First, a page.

chaz2Lighting may be the poor relation in health and safety terms but failing to address lighting issues can seriously impact a company’s safety record, its reputation and finances. Part of the problem seems to be that many site managers are not switched on to legislation governing visibility levels and are often unaware of the advances in lighting technology which can yield quick paybacks.

The Health & Safety Executive reports that substandard lighting is regularly cited as a contributory factor in workplace accidents. One recent example included a Southampton transport firm given a £42,000 bill after an employee working under inadequate lights was run over by a forklift and left permanently disabled.

Warehouse managers may be unaware that a 60-year old forklift driver needs six times as much light to discern objects clearly as a 20-year old, so aspects like positioning of lamps, glare, and the problem of employees walking from very bright to dark areas and vice versa need careful attention. Issues of shadowing, caused by tall vehicles blocking light, for example, must also be addressed.

In the past, lighting technology itself was not entirely without its inherent problems and may have forced warehouse operators to compromise on their lighting. High Intensity Discharge (HID) lights, such as metal halide or high pressure sodium lamps, for example, emit a spotlight effect rather than an even distribution of light. And the bright intense centre can also dazzle workers, which is especially dangerous for more elderly forklift drivers looking skywards whilst stacking at height. “There are lots of drawbacks with HID lights,” explained David Bone, MD of Somar International, makers of the Eluma lighting system. “They give off a sulphury-yellow glow rather than a clean light, which can make it difficult to decipher colour coding; they burn at  temperatures of around 300 deg C, need continual maintenance, and actually don’t afford good lighting levels.”

Adding sensors to lighting can also improve matters. Lights that ‘sense’ approaching or departing traffic can turn on or dim accordingly, enabling staff to be introduced to different light conditions gradually. Advanced lighting systems also illuminate instantly when switched on, so that they don’t need a few minutes to warm up and reach maximum luminance, which is particularly important following a power cut. But on/off switching in response to occupancy would be impractical with HID lamps as they can take up to 15 minutes to reach full light output. Moreover, the majority of HID lights cannot be dimmed, so there is no potential for control techniques such as daylight linking.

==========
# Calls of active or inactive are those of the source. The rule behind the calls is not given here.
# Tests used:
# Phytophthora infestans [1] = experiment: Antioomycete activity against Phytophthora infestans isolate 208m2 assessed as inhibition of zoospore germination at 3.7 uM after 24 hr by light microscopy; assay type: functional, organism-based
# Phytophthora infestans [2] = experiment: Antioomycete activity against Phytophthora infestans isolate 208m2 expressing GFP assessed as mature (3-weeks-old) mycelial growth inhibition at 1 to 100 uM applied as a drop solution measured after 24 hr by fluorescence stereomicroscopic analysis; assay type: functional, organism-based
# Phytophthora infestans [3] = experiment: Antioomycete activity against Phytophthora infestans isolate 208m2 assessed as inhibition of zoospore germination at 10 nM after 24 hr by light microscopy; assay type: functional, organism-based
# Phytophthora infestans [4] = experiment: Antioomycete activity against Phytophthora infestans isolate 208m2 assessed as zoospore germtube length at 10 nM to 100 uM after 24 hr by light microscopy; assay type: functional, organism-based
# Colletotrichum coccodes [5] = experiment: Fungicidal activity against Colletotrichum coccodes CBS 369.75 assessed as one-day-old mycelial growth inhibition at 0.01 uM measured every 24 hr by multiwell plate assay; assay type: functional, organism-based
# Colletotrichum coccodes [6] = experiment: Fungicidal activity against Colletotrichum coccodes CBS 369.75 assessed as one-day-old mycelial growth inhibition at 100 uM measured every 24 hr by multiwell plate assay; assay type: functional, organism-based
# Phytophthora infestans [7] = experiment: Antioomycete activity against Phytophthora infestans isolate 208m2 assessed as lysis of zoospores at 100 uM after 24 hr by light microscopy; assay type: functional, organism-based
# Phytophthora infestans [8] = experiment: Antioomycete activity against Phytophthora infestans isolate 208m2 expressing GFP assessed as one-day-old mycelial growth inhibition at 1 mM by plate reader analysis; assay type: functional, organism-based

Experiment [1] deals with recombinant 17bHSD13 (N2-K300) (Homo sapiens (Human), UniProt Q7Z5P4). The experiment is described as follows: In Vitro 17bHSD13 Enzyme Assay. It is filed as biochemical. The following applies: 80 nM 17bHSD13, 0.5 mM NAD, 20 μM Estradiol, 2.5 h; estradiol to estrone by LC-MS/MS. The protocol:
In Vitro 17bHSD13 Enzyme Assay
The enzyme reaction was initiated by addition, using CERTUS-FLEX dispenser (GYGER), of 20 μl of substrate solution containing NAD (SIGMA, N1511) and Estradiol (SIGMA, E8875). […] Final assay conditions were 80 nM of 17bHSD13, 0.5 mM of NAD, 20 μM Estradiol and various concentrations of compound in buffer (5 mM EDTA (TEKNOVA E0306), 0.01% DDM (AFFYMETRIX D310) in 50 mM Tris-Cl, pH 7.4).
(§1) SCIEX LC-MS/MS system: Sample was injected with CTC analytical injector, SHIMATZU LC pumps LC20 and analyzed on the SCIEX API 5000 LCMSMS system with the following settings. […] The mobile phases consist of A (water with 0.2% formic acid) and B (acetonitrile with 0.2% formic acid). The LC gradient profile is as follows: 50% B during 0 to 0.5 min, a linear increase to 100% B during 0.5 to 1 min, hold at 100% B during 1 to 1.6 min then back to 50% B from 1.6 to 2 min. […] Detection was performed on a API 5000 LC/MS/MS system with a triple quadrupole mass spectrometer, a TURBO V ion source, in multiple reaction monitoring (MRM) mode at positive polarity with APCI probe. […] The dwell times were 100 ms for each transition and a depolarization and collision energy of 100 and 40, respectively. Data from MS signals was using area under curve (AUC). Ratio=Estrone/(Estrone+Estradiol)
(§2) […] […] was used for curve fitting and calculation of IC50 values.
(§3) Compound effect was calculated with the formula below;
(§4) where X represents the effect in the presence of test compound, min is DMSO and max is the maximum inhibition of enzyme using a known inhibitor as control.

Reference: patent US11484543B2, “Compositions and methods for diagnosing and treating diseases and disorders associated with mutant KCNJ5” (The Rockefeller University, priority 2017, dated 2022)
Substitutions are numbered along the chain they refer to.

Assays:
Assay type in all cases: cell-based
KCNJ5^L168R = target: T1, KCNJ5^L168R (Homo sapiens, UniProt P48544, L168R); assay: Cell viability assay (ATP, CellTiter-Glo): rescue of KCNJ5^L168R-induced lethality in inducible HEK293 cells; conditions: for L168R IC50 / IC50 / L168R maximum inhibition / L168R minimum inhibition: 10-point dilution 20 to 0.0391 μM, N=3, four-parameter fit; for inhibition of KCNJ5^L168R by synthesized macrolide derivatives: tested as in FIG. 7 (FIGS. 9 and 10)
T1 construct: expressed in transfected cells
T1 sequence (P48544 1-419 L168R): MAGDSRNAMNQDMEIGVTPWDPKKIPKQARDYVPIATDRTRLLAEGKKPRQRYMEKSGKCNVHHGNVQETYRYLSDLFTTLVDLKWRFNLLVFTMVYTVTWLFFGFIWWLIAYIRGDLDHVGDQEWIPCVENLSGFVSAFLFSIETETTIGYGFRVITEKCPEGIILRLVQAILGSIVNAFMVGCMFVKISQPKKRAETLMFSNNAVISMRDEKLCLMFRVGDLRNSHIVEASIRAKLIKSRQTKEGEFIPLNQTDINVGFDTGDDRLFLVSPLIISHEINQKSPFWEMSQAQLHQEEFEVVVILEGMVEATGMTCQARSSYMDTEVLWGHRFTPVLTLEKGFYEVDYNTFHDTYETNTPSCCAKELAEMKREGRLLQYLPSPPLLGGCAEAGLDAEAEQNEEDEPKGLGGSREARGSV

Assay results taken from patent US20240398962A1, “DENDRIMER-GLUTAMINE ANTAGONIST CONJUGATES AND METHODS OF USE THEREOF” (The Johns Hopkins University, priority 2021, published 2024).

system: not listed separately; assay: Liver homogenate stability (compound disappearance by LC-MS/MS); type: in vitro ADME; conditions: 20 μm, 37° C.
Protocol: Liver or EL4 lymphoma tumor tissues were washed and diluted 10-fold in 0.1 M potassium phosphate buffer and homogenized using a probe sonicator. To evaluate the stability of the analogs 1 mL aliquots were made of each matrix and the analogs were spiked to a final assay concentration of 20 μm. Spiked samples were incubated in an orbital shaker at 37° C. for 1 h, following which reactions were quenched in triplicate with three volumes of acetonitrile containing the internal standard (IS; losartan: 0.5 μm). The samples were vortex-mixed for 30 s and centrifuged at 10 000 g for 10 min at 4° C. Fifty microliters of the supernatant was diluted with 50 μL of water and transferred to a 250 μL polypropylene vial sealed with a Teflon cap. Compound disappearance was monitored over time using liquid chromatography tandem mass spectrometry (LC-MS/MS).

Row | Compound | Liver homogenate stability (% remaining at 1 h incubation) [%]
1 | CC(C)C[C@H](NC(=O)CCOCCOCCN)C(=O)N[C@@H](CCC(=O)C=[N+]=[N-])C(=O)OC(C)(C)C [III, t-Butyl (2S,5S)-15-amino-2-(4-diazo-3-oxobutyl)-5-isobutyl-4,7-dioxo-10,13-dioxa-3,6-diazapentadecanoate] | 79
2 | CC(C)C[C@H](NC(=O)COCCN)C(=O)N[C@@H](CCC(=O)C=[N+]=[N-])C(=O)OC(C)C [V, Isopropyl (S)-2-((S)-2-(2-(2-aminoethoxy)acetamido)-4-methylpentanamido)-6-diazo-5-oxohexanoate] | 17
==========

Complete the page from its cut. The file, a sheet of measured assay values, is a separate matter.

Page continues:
Major advances in fluorescent light sources and fittings now offer a realistic and cost-effective alternative to HID luminaires for low and high bay lighting, says Simon Dixon, of Riegens Lighting. Until recently, there were good reasons for choosing the high light output of HID sources, because of the distance between the fitting and the area to be lit. The introduction of the high frequency fluorescent lamp, however, meant light outputs could now be achieved with considerably lower energy consumption and a higher level of control flexibility. These improvements can usually be achieved by replacing HID fittings with fluorescent fittings on a point-for-point basis so no extra cabling is required.

But just what kind of energy savings can be achieved through switching on to better lighting and is there any financial help for users? The supermarket chain, Netto, explored options for re-lighting its warehouses following a significant rise in electricity tariffs, beginning with its main warehouse in Yorkshire. The proposed, accepted solution involves replacing existing fittings with 4x55w fluorescent fittings, controlled via integral occupancy and daylight sensors to minimise running hours. Projected energy savings alone are £50,000 per annum but there will be further savings through lower maintenance costs and fewer order picking errors owing to poor colour rendering.

Businesses wishing to replace or upgrade existing lighting with energy efficient alternatives can obtain interest-free, unsecured loans of up to £200,000 from the Carbon Trust so there is little excuse for remaining in the dark about lighting.

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